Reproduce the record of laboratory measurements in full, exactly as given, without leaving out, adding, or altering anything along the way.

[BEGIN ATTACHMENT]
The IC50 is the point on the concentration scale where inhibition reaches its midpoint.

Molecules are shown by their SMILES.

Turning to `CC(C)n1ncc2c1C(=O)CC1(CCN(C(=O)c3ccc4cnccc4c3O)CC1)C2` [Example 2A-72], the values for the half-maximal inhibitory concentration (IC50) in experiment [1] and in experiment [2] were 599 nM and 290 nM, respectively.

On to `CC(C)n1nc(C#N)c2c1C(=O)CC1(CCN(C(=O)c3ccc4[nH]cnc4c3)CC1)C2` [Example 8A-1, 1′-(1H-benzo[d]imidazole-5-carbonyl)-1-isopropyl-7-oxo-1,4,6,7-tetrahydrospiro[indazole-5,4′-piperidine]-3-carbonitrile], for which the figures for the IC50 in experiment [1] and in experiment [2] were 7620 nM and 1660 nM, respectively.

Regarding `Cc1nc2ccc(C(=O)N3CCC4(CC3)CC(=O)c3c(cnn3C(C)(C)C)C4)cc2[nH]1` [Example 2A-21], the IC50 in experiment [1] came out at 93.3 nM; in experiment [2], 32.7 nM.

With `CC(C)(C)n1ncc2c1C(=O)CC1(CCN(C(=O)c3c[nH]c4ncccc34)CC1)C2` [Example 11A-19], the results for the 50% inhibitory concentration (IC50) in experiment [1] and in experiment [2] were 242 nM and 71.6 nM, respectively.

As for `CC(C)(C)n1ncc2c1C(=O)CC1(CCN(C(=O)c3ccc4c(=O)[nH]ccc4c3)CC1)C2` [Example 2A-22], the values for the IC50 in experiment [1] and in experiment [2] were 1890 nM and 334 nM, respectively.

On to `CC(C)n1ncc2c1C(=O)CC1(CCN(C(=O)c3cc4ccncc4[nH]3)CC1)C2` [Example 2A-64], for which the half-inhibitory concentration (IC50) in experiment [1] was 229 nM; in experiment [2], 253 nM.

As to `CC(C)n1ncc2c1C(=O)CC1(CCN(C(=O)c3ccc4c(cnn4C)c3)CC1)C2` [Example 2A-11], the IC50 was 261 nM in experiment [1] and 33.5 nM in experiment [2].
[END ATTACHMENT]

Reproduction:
The IC50 is the point on the concentration scale where inhibition reaches its midpoint.

Molecules are shown by their SMILES.

Turning to `CC(C)n1ncc2c1C(=O)CC1(CCN(C(=O)c3ccc4cnccc4c3O)CC1)C2` [Example 2A-72], the values for the half-maximal inhibitory concentration (IC50) in experiment [1] and in experiment [2] were 599 nM and 290 nM, respectively.

On to `CC(C)n1nc(C#N)c2c1C(=O)CC1(CCN(C(=O)c3ccc4[nH]cnc4c3)CC1)C2` [Example 8A-1, 1′-(1H-benzo[d]imidazole-5-carbonyl)-1-isopropyl-7-oxo-1,4,6,7-tetrahydrospiro[indazole-5,4′-piperidine]-3-carbonitrile], for which the figures for the IC50 in experiment [1] and in experiment [2] were 7620 nM and 1660 nM, respectively.

Regarding `Cc1nc2ccc(C(=O)N3CCC4(CC3)CC(=O)c3c(cnn3C(C)(C)C)C4)cc2[nH]1` [Example 2A-21], the IC50 in experiment [1] came out at 93.3 nM; in experiment [2], 32.7 nM.

With `CC(C)(C)n1ncc2c1C(=O)CC1(CCN(C(=O)c3c[nH]c4ncccc34)CC1)C2` [Example 11A-19], the results for the 50% inhibitory concentration (IC50) in experiment [1] and in experiment [2] were 242 nM and 71.6 nM, respectively.

As for `CC(C)(C)n1ncc2c1C(=O)CC1(CCN(C(=O)c3ccc4c(=O)[nH]ccc4c3)CC1)C2` [Example 2A-22], the values for the IC50 in experiment [1] and in experiment [2] were 1890 nM and 334 nM, respectively.

On to `CC(C)n1ncc2c1C(=O)CC1(CCN(C(=O)c3cc4ccncc4[nH]3)CC1)C2` [Example 2A-64], for which the half-inhibitory concentration (IC50) in experiment [1] was 229 nM; in experiment [2], 253 nM.

As to `CC(C)n1ncc2c1C(=O)CC1(CCN(C(=O)c3ccc4c(cnn4C)c3)CC1)C2` [Example 2A-11], the IC50 was 261 nM in experiment [1] and 33.5 nM in experiment [2].